12 *Chatenoud, L., et al., Restriction of the Human In Vivo Immune Response against the Mouse Monoclonal Antibody OKT3 1 , J. Immunol. , 137(3): 830 838 (1986).
13Craig, C., "Centocor Gets First Panorex Approval in Germany for Colorectal Cancer", BioWorld Today, 6(2): 1-2 (Jan. 5, 1995).
14 *Craig, C., Centocor Gets First Panorex Approval in Germany for Colorectal Cancer , BioWorld Today , 6(2): 1 2 (Jan. 5, 1995).
15 *Daugherty et al. Nuc. Acid. Res 19: 2471 2476 (1981).
16Daugherty et al. Nuc. Acid. Res 19: 2471-2476 (1981).
17Diamond, M.S., et al., "Differential Effects on Leucocyte Functions of CD11a, CD11b and CD18 mAb," Knapp, W. et al., Eds., In: Leukocyte Typing IV, White Cells Differentiation Antigens, (Oxford Press: Oxford), pp. 570-574 (1989).
18 *Diamond, M.S., et al., Differential Effects on Leucocyte Functions of CD11a, CD11b and CD18 mAb, Knapp, W. et al., Eds., In: Leukocyte Typing IV, White Cells Differentiation Antigens , (Oxford Press: Oxford), pp. 570 574 (1989).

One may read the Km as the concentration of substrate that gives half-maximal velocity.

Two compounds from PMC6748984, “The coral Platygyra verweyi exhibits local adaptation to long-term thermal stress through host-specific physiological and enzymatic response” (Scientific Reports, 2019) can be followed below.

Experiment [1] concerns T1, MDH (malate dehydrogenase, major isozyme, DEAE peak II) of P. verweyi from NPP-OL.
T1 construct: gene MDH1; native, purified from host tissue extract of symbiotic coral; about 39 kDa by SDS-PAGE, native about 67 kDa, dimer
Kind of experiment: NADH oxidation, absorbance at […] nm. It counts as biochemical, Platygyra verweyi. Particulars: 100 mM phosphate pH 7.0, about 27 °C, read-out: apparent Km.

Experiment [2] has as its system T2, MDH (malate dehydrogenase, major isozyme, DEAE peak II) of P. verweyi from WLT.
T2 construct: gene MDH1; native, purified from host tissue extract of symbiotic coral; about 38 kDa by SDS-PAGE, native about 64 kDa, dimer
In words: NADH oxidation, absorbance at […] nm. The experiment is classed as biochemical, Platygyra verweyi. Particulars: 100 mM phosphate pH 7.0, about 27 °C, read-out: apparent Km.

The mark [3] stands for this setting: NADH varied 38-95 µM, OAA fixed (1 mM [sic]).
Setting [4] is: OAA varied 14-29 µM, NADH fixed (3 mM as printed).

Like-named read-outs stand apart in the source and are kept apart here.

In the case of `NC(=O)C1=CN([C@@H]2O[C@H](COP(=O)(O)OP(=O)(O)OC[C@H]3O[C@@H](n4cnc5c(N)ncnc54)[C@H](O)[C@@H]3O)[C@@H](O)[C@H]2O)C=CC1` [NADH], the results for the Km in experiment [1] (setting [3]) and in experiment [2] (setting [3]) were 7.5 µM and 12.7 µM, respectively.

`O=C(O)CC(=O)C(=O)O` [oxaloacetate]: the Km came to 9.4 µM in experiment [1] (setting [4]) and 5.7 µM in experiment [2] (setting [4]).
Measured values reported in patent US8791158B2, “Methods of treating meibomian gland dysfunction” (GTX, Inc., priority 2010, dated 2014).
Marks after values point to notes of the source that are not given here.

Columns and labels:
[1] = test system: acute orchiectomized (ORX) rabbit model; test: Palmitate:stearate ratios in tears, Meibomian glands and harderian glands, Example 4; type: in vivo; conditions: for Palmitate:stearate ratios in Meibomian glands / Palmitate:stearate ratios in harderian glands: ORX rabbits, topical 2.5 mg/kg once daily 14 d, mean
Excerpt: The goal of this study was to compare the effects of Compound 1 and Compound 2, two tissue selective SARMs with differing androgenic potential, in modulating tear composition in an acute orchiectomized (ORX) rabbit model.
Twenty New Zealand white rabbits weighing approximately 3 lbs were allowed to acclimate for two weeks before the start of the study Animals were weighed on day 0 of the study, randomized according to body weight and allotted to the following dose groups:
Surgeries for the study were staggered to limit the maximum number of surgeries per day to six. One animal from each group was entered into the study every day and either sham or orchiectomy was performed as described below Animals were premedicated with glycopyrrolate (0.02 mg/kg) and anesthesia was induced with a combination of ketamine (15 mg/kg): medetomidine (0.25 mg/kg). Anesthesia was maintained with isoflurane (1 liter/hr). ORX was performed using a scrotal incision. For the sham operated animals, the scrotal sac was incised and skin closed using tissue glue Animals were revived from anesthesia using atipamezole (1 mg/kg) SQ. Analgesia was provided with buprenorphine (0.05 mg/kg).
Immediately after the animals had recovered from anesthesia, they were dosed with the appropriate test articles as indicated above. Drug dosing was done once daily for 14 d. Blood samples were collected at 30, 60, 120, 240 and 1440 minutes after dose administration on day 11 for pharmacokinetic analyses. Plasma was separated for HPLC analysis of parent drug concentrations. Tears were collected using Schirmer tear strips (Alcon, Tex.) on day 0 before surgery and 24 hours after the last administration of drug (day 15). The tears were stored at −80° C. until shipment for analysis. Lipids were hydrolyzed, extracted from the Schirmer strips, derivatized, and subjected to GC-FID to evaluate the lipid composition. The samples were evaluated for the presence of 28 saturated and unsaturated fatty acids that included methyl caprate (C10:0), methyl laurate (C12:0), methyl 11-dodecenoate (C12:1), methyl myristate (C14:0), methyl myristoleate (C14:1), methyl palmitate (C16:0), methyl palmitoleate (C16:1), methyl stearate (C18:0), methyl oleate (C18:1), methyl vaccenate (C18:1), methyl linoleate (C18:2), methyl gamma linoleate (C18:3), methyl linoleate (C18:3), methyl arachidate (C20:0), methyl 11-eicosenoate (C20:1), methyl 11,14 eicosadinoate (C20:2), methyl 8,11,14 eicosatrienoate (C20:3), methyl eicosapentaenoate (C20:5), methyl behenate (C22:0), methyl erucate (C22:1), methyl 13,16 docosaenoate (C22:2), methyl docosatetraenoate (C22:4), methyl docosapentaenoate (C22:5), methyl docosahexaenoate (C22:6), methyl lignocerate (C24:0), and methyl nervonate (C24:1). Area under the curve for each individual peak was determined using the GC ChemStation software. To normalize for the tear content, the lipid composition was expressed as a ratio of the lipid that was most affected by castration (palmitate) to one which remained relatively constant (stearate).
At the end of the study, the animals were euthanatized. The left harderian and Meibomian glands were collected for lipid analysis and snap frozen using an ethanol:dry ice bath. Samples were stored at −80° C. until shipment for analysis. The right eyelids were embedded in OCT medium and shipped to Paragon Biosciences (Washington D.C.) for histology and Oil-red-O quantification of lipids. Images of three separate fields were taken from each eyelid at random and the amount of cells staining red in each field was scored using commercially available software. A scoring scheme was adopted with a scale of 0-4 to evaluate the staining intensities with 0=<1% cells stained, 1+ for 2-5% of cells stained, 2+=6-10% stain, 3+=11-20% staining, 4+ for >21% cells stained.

19Doerschuk, C.M., et al., "CD18-dependent and -independent Mechanisms of Neutrophil Emigration in the Pulmonary and Systemic Microcirculation of Rabbits," J. Immunol., 144: 2327-2333 (1990).
20 *Doerschuk, C.M., et al., CD18 dependent and independent Mechanisms of Neutrophil Emigration in the Pulmonary and Systemic Microcirculation of Rabbits, J. Immunol. , 144: 2327 2333 (1990).
21 *Edgington Biotechnology 10: 383 389 (1992).
22Edgington Biotechnology 10: 383 -389 (1992).
23Eichacker, P.Q., et al., "Leukocyte CD18 Monoclonal Antibody Worsens Endotoxemia and Cardiovascular Injury in Canines with Septic Shock," J. Appl. Physiol., 74: 1885-1892 (1993).